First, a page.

Continued, random BSODs after previous thread

  1. Posts : 21
    Microsoft Windows 10 Pro 64-bit 14393 Multiprocessor Free

    Continued, random BSODs after previous thread

    Hi there,

    I made a thread here a couple of weeks back when I was struggling with multiple BSODs a day. Users here were able to find a few drivers and programs that were causing these crashes and it seemingly fixed it. However, I'm still getting crashes, sometimes 2 in one day. I haven't installed any programs that were causing me crashes previously, and I've checked to see if the drivers that were causing me crashes previously had come back and they haven't. Most of the crashes happen whilst I'm playing a game but it can happen out of nowhere.

    I've attached a DM Log below. Thank you!
      My Computer

  2. Posts : 21
    Microsoft Windows 10 Pro 64-bit 14393 Multiprocessor Free
    Thread Starter

    As a follow up for more information, the crashes always seem to happen after my PC has been turned on for a while. I don't think it's overheating as I regularly dust my computer with compressed air, and I have space beneath my PSU, an intake and an exhaust fan, coupled with a Hyper 212 Evo CPU Cooler.
      My Computer

  3. Posts : 934
    Windows 10 Pro

    There are many different bugchecks in the dumpfiles.

    The cause for different error codes are usually hardware and lower level problems.

    U should begin with:

    Diagnostic Test


    Run MemTest86+ to analyse your RAM. MemTest86+ - Test RAM - Windows 10 Forums

    Note   Note
    MemTest86+ needs to be run for at least 8 complete passes for conclusive results. Set it running before you go to bed and leave it overnight. We're looking for zero errors here. Even a single error will indicate RAM failure.

    Make a photo of the result and post it.
      My Computer

  4. Posts : 934
    Windows 10 Pro

    U should also remove MSI Afterburner. Its known for causing bluescreens.
      My Computer

  5. Posts : 39,995
    windows 10 professional version 1607 build 14393.969 64 bit

    If the mem test results are ok then you may consider running windows driver verifier.

    Before using it you should be comfortable navigating through the windows advanced troubleshooting menu.

    In the system properties startup and recovery settings unchecking automatically restart will allow you time to read the stop codes and misbehaving driver.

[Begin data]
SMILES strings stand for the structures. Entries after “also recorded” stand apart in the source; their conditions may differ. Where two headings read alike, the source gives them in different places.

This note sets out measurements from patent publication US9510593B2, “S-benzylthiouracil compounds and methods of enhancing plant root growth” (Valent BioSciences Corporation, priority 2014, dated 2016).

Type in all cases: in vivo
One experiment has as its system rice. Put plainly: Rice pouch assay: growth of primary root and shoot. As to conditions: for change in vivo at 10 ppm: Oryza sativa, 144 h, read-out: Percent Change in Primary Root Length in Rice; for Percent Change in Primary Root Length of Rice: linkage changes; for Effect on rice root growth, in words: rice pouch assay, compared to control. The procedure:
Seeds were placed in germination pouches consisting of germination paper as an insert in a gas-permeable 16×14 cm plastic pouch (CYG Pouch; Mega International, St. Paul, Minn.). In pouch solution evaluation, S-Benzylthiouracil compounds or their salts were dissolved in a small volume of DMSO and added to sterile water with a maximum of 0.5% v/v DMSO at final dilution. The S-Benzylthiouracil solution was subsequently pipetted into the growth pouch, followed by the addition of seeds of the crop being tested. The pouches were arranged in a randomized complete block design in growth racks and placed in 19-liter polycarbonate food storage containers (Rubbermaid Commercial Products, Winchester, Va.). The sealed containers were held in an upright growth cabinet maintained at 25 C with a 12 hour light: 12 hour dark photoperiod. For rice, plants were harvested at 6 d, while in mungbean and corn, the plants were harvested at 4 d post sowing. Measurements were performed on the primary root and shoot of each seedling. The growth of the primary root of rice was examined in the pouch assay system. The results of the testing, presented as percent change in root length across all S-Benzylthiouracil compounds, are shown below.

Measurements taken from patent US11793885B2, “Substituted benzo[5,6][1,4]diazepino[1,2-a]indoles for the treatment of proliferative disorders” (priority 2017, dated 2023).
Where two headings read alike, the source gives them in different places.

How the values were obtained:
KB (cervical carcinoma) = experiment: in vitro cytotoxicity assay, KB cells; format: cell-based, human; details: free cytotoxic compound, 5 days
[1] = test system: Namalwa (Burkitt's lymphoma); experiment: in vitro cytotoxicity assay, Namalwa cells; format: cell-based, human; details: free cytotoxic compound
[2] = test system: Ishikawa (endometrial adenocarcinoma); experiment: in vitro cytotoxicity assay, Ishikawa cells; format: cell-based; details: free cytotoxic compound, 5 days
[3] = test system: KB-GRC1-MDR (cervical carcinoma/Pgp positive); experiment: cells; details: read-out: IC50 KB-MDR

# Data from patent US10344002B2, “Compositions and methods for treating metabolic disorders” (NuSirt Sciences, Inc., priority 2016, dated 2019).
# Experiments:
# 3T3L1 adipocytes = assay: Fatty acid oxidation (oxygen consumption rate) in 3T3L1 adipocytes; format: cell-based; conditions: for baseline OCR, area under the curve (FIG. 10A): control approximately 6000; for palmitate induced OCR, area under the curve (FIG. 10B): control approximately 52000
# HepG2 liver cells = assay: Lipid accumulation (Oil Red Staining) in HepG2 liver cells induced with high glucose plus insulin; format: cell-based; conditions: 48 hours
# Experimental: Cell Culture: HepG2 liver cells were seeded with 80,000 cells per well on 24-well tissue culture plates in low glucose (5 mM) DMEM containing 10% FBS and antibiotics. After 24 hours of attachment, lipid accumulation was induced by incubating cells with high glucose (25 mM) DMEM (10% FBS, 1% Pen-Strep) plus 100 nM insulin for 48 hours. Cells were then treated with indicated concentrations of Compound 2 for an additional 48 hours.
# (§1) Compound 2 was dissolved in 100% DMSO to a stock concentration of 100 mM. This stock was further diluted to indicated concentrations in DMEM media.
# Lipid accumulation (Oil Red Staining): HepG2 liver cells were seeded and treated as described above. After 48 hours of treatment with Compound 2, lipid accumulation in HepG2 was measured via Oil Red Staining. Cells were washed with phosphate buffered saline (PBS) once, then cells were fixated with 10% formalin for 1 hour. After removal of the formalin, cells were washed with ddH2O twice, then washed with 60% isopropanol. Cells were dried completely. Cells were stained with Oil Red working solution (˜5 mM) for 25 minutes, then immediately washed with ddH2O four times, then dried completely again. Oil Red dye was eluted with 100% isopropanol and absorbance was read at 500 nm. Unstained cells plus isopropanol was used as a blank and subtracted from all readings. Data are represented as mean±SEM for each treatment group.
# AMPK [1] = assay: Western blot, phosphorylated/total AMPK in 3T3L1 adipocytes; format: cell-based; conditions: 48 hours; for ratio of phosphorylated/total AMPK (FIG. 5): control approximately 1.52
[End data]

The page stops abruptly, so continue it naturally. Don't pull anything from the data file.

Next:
BSOD Finding and fixing them - Microsoft Community

    Driver Verifier-- tracking down a mis-behaving driver. - Microsoft Community

    Installing third party software such as whocrashed and/or bluescreenview give immediate bsod results for the misbehaving drivers.

    Malfunctioning drivers and / or applications are then uninstalled.

    New applications are then installed.

    The computers manufacturer's web site is then viewed for the tested drivers for the computers build and operating system.
    The drivers are then reinstalled.

    There may be some drivers that produce bsod after reinstalling an application. If this happens you can continue using the application know that it has the propensity to produce bsod or choose another application.

    On one of my computers every uninstallation and reinstallation of cyberlink did not alter the windows driver verifier bsod. I was used to cyberlink so I now know that it is likely to be the cause of a bsod. VLC media player is an alternative option.

    The WIKI recommends that the windows driver verifier is repeated until there a no longer any bsod. Then windows driver verifier is kept on for 36 hours of normal use. Once that is achieved windows driver verifier is turned off and the preventative maintenance has been completed.

    To start it type verifier in the left lower corner search.
    Then click on verifier run command.
    Then check the boxes for the settings in windows driver verifier as in the link.

    When you view a bsod it will have a stopcode. Typically it is windows driver verifier detected violation. It may or may not display the misbehaving driver.